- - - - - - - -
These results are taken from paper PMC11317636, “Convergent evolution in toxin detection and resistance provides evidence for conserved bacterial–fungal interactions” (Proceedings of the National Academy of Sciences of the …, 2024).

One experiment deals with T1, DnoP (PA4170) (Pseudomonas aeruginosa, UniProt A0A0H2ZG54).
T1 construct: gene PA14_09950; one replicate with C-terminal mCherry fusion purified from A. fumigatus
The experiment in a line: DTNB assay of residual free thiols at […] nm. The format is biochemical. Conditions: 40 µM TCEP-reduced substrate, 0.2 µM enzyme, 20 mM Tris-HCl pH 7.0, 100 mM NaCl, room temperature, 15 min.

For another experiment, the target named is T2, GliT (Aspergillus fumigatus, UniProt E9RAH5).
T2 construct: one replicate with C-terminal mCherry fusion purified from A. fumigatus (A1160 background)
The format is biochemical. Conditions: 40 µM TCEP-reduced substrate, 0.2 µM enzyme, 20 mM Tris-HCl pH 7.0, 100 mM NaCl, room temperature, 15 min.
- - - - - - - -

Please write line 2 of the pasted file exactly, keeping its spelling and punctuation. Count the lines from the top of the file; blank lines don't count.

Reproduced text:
One experiment deals with T1, DnoP (PA4170) (Pseudomonas aeruginosa, UniProt A0A0H2ZG54).